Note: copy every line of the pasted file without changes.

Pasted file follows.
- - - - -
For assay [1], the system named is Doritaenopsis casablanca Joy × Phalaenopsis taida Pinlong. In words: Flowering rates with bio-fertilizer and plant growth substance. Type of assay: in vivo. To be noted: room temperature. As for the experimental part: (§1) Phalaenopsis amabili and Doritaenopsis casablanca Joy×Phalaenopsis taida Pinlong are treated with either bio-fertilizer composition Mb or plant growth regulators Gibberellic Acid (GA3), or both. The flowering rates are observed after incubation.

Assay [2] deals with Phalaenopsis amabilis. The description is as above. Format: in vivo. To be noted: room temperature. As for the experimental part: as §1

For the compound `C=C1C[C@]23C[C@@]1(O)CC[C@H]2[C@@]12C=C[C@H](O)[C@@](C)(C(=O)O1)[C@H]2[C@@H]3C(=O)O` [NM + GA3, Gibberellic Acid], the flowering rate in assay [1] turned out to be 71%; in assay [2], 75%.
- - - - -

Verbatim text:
For assay [1], the system named is Doritaenopsis casablanca Joy × Phalaenopsis taida Pinlong. In words: Flowering rates with bio-fertilizer and plant growth substance. Type of assay: in vivo. To be noted: room temperature. As for the experimental part: (§1) Phalaenopsis amabili and Doritaenopsis casablanca Joy×Phalaenopsis taida Pinlong are treated with either bio-fertilizer composition Mb or plant growth regulators Gibberellic Acid (GA3), or both. The flowering rates are observed after incubation.

Assay [2] deals with Phalaenopsis amabilis. The description is as above. Format: in vivo. To be noted: room temperature. As for the experimental part: as §1

For the compound `C=C1C[C@]23C[C@@]1(O)CC[C@H]2[C@@]12C=C[C@H](O)[C@@](C)(C(=O)O1)[C@H]2[C@@H]3C(=O)O` [NM + GA3, Gibberellic Acid], the flowering rate in assay [1] turned out to be 71%; in assay [2], 75%.